3. Build better habits. Most people make the mistake of looking at goals as a point in time some distance away. You're better off if you can think about goals in terms of a series of lifelong changes that you have to make to achieve your desires.

Start by breaking old habits. When Jim Ball went through SmokEnders, the record he kept showed that he lit up after a swim. "What are you going to do after a swim when you can't have a cigarette?" his counselor asked. Ball decided that he would go for a run. On the counselor's instructions, he visualized it. He repeated it in his mind: Go for a run. Go for a run. Go for a run. It wasn't until summer came around again nine months later that he got a chance to see if it worked. By then, he'd been off cigarettes for nearly six months, but he hadn't been in the pool either. And wouldn't you know it - he jumped into the pool, got out and had an urge to smoke. What did he do? "I went for a run. I laughed about the fact that I was probably programmed to want the cigarette," he recalls. "But I did it."

You can do the same with fiscal fitness. Say you and your spouse eat out twice a week, and each meals runs $75. If you decide to spend just $75 a week and invest the rest, you'll save $3,900 in a year. Invest the money in a tax-advantaged account or a mutual fund that returns 8%, and 10 years from now you'll have $67,877. Twenty years from now you'll have $209,609. Thirty years from now when you retire, you'll have $523,611 - a half-million dollars just for skipping one restaurant meal a week. That's how you begin to process a goal.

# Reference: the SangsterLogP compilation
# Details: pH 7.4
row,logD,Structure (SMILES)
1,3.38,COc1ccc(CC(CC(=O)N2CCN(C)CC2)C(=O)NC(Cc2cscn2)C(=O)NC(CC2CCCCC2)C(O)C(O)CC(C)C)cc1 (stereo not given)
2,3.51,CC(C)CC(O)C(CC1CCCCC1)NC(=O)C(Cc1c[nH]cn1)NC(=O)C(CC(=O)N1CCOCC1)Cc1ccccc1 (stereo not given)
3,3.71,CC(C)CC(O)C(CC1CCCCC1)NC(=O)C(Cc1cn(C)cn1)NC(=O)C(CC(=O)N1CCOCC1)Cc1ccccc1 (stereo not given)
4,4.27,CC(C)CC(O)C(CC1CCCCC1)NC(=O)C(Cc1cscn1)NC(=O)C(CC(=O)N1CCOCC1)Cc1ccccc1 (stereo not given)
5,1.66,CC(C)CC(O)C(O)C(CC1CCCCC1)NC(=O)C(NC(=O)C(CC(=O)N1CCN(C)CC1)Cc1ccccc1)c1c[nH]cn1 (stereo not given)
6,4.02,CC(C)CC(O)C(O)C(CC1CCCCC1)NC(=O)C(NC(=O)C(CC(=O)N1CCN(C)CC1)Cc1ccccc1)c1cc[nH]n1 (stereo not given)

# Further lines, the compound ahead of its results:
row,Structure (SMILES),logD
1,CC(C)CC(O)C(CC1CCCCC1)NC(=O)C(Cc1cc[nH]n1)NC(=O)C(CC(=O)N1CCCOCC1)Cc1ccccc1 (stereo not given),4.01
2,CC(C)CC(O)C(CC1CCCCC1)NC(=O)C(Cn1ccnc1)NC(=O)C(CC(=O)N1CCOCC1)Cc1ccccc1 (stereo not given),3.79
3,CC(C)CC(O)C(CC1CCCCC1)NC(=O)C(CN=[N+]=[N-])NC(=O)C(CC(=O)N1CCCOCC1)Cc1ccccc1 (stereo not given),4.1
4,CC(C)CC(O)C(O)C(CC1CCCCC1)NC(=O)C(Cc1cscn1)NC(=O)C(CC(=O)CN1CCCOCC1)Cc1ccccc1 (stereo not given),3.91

It's important to replace your old habits with new, improved ones. The first time you skip that dinner out, you may find it tough to tell your friends you can't meet them. The second time, it will be easier. By the third week, they may stop asking - unless you offer an alternative. Potluck at home?

4. Automate where you can. You don't have to do all the heavy lifting yourself. Most deposits into brokerage, savings, and retirement accounts can be scheduled. You decide how much will be deposited, which shares it will buy and when the deposit will be made. You sign on the dotted line, and the transactions just happen. You can schedule your bill payments as well.